#123movies #fmovies #putlocker #gomovies #solarmovie #soap2day Watch Full Movie Online Free – The relationship between Christina Crawford and her adoptive mother Joan Crawford is presented from Christina’s view. Unable to bore children, Joan, in 1940, was denied children through regular adoption agencies due to her twice divorced status and being a single working person. Her lover at the time, Metro-Goldwyn-Mayer lawyer Greg Savitt, was able to go through a brokerage to adopt a baby girl, who would be Christina, the first of Joan’s four adoptive children. Joan believes that her own difficult upbringing has made her a stronger person, and decides that, while providing the comforts that a successful Hollywood actress can afford, she will not coddle Christina or her other children, she treating Christina more as a competitor than a daughter. Joan’s treatment of Christina is often passive-aggressive, fueled both by the highs and lows of her career, the narcissism that goes along with being an actress, and alcohol abuse especially during the low times. However, Joan sees much of her actions toward Christina as Christina purposefully provoking her. Despite the physical and emotional abuse Joan hurls at Christina over the course of their relationship, Christina, who often wonders why Joan adopted her seeing as to the abuse, seemingly still wants her mother’s love right until the very bitter end.
Plot: In this biographical film, glamorous yet lonely star Joan Crawford takes in two orphans, and at first their unconventional family seems happy. But after Joan’s attempts at romantic fulfillment go sour and she is fired from her contract with MGM studios, her callous and abusive behavior towards her daughter Christina becomes even more pronounced. Christina leaves home and takes her first acting role, only to find her mother’s presence still overshadowing her.
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Some of the behavior of the real Joan Crawford (Lucille LeSueur) was symptomatic of what we nowadays refer to as obsessive-compulsive disorder (OCD), a mindset that fixates on ultra-cleanliness and perfection. Such bizarre behavior as needlessly scrubbing clean floors and clean hands helps reduce one’s fears and anxieties. Over-reaction to minor problems is one result. There’s a tendency to expect oneself and others to be perfect. If what is being judged is not perfect, then the OCD mindset perceives it to be the opposite of perfection; that is, ruin. There’s no in-between.
Character behavior that is weird to begin with, combined with poor film direction, and an exaggerated, over-the-top performance by Faye Dunaway results in plot sequences that are campy and outlandish, thus robbing the story of subtle truths that may be buried under all that bombast.
Excise the rose garden sequence, the wire-hangers/bathroom cleaning sequence, and several other embarrassing parts, and we “might” have a film that could be taken seriously. But, of course, then we couldn’t laugh at it. And I do think the film, as is, is good for some laughs.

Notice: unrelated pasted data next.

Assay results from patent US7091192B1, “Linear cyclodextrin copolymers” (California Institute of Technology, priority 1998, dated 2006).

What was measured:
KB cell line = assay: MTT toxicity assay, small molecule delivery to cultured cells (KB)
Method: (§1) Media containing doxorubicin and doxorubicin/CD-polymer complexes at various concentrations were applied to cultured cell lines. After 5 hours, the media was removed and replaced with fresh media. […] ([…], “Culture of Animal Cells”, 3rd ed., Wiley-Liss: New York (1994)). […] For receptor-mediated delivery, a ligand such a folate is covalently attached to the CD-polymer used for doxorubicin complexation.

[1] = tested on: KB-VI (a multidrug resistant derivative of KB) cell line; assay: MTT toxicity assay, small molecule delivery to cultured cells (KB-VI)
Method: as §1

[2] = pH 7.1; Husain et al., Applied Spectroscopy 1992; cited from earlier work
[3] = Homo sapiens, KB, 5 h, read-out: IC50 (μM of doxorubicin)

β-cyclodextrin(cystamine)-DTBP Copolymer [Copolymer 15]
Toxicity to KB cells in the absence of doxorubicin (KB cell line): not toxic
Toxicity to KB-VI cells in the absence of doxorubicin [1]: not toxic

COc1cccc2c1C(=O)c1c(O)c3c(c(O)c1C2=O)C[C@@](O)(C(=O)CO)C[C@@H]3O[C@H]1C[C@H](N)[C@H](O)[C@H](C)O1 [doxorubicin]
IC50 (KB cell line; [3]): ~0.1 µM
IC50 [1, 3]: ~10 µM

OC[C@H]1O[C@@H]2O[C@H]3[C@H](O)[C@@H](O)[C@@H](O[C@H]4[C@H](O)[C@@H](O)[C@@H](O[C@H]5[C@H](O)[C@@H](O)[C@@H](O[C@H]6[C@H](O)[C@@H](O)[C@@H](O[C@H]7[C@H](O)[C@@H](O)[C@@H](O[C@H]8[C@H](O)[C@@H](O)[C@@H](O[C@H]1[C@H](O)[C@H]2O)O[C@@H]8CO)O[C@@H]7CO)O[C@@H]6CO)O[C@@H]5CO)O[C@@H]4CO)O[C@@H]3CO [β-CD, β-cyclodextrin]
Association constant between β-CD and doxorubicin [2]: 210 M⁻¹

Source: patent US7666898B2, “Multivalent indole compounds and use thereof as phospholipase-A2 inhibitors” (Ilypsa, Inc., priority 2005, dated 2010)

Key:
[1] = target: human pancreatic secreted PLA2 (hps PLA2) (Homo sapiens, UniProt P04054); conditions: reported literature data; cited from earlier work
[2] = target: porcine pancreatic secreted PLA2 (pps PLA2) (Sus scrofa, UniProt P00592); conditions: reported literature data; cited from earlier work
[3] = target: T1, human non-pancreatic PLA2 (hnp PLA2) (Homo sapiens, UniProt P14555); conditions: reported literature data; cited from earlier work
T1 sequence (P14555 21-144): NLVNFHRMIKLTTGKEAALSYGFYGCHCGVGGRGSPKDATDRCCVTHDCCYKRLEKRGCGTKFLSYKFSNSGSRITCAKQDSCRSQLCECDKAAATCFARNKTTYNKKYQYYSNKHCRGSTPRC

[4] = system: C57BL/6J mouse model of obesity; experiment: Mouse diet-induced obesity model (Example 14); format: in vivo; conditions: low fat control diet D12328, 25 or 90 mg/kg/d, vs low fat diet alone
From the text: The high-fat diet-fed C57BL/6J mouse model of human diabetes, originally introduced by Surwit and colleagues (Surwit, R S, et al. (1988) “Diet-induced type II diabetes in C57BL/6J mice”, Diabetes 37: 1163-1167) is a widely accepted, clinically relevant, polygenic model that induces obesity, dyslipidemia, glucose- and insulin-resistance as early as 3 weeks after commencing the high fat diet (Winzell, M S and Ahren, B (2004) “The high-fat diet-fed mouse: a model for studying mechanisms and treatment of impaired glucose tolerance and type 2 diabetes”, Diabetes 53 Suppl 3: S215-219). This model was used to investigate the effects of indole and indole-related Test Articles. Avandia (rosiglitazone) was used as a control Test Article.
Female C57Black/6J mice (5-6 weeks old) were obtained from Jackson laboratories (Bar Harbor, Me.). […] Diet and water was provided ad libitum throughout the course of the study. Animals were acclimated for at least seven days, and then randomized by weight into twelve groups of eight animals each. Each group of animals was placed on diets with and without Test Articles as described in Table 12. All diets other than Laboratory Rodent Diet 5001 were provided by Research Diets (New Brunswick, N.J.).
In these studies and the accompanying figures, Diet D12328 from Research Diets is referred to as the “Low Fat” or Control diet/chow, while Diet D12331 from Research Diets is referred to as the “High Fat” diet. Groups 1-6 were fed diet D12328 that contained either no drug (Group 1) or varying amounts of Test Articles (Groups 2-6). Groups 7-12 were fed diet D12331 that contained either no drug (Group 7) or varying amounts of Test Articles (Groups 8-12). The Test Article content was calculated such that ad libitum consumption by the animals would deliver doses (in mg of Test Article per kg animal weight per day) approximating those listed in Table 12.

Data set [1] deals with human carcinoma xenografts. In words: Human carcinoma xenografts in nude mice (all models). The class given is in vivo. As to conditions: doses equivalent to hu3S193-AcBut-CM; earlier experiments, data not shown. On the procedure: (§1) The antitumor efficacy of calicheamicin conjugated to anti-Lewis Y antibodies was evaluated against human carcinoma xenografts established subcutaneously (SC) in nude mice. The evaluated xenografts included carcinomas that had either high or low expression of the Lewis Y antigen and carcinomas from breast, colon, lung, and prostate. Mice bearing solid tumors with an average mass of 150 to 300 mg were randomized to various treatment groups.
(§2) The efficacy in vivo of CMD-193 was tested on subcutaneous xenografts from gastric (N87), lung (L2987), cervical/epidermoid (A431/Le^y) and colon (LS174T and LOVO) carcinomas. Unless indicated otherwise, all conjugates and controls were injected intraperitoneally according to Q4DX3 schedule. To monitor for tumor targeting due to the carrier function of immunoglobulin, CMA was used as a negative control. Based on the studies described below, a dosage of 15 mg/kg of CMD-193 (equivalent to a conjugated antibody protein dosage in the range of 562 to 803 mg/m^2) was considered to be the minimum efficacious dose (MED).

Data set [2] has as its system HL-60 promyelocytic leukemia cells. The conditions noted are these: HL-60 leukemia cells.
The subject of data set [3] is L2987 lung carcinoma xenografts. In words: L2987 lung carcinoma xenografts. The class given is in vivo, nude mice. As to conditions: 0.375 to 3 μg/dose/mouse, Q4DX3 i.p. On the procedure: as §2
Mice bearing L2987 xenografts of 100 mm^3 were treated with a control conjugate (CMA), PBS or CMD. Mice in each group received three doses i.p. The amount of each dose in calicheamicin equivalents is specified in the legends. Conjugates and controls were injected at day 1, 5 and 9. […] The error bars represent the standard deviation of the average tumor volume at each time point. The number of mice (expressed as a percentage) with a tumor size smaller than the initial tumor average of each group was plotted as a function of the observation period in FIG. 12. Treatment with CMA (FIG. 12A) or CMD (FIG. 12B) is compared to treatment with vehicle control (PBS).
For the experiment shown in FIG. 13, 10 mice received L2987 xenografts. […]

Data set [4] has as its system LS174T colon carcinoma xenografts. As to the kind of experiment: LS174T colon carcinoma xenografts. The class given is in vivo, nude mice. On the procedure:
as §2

Having a film protagonist who is such a blatant villain with no character arc is unusual, and helps make this film so bizarre. At least Godzilla, and the great white shark in Jaws, could be forgiven their cruelty, given their inability to be human.
Apart from the bizarre main character in “Mommie Dearest”, the film’s plot does not flow well. The dialogue also is bizarre and lacks subtext. “Helga, I’m not mad at you, I’m mad at the dirt”, says Joan as she spots dirt hiding under a potted plant. And as an out-of-control, angry Joan proceeds to punish a tree in her rose garden, in frustration with Louis B. Mayer, she yells to Christina: “Bring me the ax”. How can the viewer not laugh?
Lucille LeSueur undoubtedly was an ambitious woman, a hard worker, and had both genuine talent and a healthy ego. But her human relations with others, especially her adopted daughter, were disasters. We may never know the extent to which “Mommie Dearest” mirrors the real Joan Crawford, or is merely a gross exaggeration by a vengeful “heirless” heir.
Regardless, Joan Crawford left us some terrific films. She had a memorable, unique personality, and will remain a stunning Hollywood legend for as long as Hollywood exists.
I resisted to see “Mommie Dearest” for years but last night I lost a bet and I was forced to sit through it. Surprise. It didn’t provoke what I thought it was going to provoke. Nothing personal really. A bad TV movie, cheap in every department, the production design, the hair and make up, the script, oh my God, the script. I never read Christina Crawford’s book, maybe it was this amateurishly bad. Anne Bancroft was first going to play Crawford but fortunately she came to her senses. Dunaway has been paying the price ever since. You don’t mess around with Crawford, didn’t she know that? Other than the outrageous performance by Faye Dunaway, Diana Scarwid gives her Christina a certain amount of dignity, perhaps more dignity than Christina deserved. The supporting cast seems like a round up of the last resort. Atrocious. So much so that it’s not even funny. I bet Joan Crawford is turning in her grave unsure whether to cry or to laugh.
Original Language en
Runtime 2 hr 9 min (129 min)
Genre Biography, Drama
Director Frank Perry
Writer Christina Crawford (book), Frank Yablans (screenplay), Frank Perry (screenplay), Tracy Hotchner (screenplay), Robert Getchell (screenplay)
Actors Faye Dunaway, Diana Scarwid, Steve Forrest, Howard Da Silva
Awards 9 wins & 11 nominations.
Production Company Paramount Pictures
Sound Mix Mono
Aspect Ratio 1.85 : 1
Camera Lenses and Panaflex Camera by Panavision
Laboratory Metrocolor, Hollywood (CA), USA
Film Length N/A
Negative Format 35 mm
Cinematographic Process Spherical
Printed Film Format 35 mm